The Dog Pillow

Inu makura or The Dog Pillow (犬枕) is an early-Edo period Japanese literary parody of The Pillow Book of Sei Shōnagon. The title has also been translated as The Mongrel Pillow.[1]

The Pillow BookEdit

Sei Shōnagon's observations of the Heian court at the end of the tenth-century in The Pillow Book (枕草子, Makura no sōshi) include passages that resemble a poetic diary, others in an essay-like style, as well as a number of poetic catalogues or "detailing of things" (ものはつくし).[2][3] For instance, under the heading Elegant Things: 'a white coat worn over a violet waistcoat, duck eggs, shaved ice mixed with liana syrup placed in a new silver bowl, rock-crystal prayer beads, wisteria blossoms, plum blossoms covered with snow, a beautiful child eating strawberries'.[4]

Inu makura similarly comprises a number of such listings under a series of headings, although without the narrative accompaniment. Combined with the work's brevity, the effect is sustained through 'the possibilities of terseness, juxtaposition, and surprise', by repeating the same situation under a different heading, or by the subtle alteration of a situation.[2] There are in total ninety sections, seventeen of them in the form of kyōka or 'comic waka'.[1] The work, without colophon or title page, and dated variously between 1596 and 1607, is attributed to Hata Sōha (1550-1607), annotator of Essays in Idleness, physician to Toyotomi Hidetsugu, storyteller (otogishu) to Toyotomi Hideyoshi, and later in the employ of Tokugawa Ieyasu.[1][2][5] An early exemplar of kanazōshi or 'booklets in the vernacular', it was printed with wooden movable type.[2][4]

Illustrative of the work are such sections as Things One Wishes to See: 'the moon, well-performed Noh, the furnishings of a tea house, the real thoughts of one's lover'; Interesting Things: 'Tsurezuregusa, arranging coals for the tea ceremony, a flower-viewing walk with a boy favourite'; and Things that Stand One's Hair on End: 'putting on armour in winter without underclothes'.[6]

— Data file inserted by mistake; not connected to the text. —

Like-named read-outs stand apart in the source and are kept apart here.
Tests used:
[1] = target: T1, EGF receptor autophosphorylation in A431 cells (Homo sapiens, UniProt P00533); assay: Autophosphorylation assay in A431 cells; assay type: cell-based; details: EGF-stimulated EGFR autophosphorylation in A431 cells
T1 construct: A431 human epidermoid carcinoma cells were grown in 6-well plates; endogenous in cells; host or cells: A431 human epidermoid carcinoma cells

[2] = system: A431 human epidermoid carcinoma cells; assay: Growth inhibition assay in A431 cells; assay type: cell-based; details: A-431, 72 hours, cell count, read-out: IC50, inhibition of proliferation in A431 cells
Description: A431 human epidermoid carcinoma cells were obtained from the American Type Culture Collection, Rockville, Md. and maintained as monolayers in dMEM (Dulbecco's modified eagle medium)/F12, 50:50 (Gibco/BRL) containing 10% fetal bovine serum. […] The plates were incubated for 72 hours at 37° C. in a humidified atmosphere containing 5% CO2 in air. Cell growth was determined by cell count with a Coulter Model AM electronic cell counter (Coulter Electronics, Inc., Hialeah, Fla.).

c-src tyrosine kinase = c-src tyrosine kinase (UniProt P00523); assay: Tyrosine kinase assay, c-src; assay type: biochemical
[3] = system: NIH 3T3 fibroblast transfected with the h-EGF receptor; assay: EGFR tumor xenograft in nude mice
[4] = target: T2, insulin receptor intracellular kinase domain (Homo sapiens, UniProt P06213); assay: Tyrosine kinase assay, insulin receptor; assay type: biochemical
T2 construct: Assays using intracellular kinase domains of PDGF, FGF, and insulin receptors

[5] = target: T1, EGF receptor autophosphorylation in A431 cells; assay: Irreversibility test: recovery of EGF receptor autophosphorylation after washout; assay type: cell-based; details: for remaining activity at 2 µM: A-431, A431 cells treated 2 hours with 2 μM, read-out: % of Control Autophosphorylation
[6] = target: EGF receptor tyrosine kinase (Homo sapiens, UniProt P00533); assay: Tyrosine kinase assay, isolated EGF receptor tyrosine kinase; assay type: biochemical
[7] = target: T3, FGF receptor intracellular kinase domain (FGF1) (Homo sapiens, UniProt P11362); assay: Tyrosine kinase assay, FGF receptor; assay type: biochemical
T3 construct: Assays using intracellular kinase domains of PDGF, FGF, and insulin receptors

Such parodies were amongst the earliest genres of kanazōshi, updating and transforming Heian and later court works into "comic versions of contemporary popular culture".[4] In the 1530s, Dog Tsukubashū (犬筑波集), attributed to Yamazaki Sōkan and a response to the first collections of linked verse, had been infused with the haikai spirit, "outlandish metaphor", and "irreverent or ribald humour".[7] Following on from Inu makura, other parodies emerged: the Fake Tales of Ise (偽物語, Nise Monogatari) of 1640; Dog Tsurezuregusa (犬徒然草) of 1653; and Dog Hyakunin Isshū (犬百人一首) of 1669.[4][8][9]

See alsoEdit


  1. ^ a b c Keene, Donald (1999). World Within Walls: Japanese Literature of the Pre-Modern Era, 1600-1867. Columbia University Press. pp. 153f. ISBN 0-231-11467-2.
  2. ^ a b c d Putzar, Edward (1968). "Inu Makura: The Dog Pillow". Harvard Journal of Asiatic Studies. Harvard–Yenching Institute. 28: 98–101. doi:10.2307/2718596.
  3. ^ Morris, Mark (1980). "Sei Shōnagon's Poetic Catalogues". Harvard Journal of Asiatic Studies. Harvard–Yenching Institute. 40 (1): 5–54. doi:10.2307/2718916.
  4. ^ a b c d Shirane, Haruo (2002). Early Modern Japanese Literature: An Anthology (1600-1900). Columbia University Press. pp. 21–4. ISBN 0-231-10991-1.
  5. ^ Chance, Linda H. (1997). "Constructing the Classic: Tsurezuregusa in Tokugawa Readings". Journal of the American Oriental Society. American Oriental Society. 117 (1): 39–56. doi:10.2307/605621.
  6. ^ Putzar, Edward (1968). "Inu Makura: The Dog Pillow". Harvard Journal of Asiatic Studies. Harvard–Yenching Institute. 28: 102–4. doi:10.2307/2718596.
  7. ^ Carter, Steven (1993). Traditional Japanese Poetry: An Anthology. Stanford University Press. pp. 332, 338. ISBN 0-8047-2212-9.
  8. ^ Rucinski, Jack (1975). "A Japanese Burlesque: Nise Monogatari". Monumenta Nipponica. Sophia University. 30 (1): 1–18. doi:10.2307/2383693.
  9. ^ Machotka, Ewa (2009). Visual genesis of Japanese national identity: Hokusai's Hyakunin isshu. Peter Lang. p. 55. ISBN 978-90-5201-482-1.

Further readingEdit

Putzar, Edward (1968). "Inu Makura: The Dog Pillow". Harvard Journal of Asiatic Studies. Harvard–Yenching Institute. 28: 98–113. doi:10.2307/2718596.